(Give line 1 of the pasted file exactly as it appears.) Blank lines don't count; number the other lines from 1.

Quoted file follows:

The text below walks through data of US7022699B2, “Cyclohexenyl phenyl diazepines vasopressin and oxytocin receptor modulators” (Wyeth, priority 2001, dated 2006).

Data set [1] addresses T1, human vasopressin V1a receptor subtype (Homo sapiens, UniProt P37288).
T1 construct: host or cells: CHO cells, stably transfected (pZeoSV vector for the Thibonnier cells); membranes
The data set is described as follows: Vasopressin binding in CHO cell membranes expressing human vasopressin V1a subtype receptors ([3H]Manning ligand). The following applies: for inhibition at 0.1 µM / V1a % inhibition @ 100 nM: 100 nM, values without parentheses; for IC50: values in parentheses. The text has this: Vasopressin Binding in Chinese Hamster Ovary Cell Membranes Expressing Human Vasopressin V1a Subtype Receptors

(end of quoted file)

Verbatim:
The text below walks through data of US7022699B2, “Cyclohexenyl phenyl diazepines vasopressin and oxytocin receptor modulators” (Wyeth, priority 2001, dated 2006).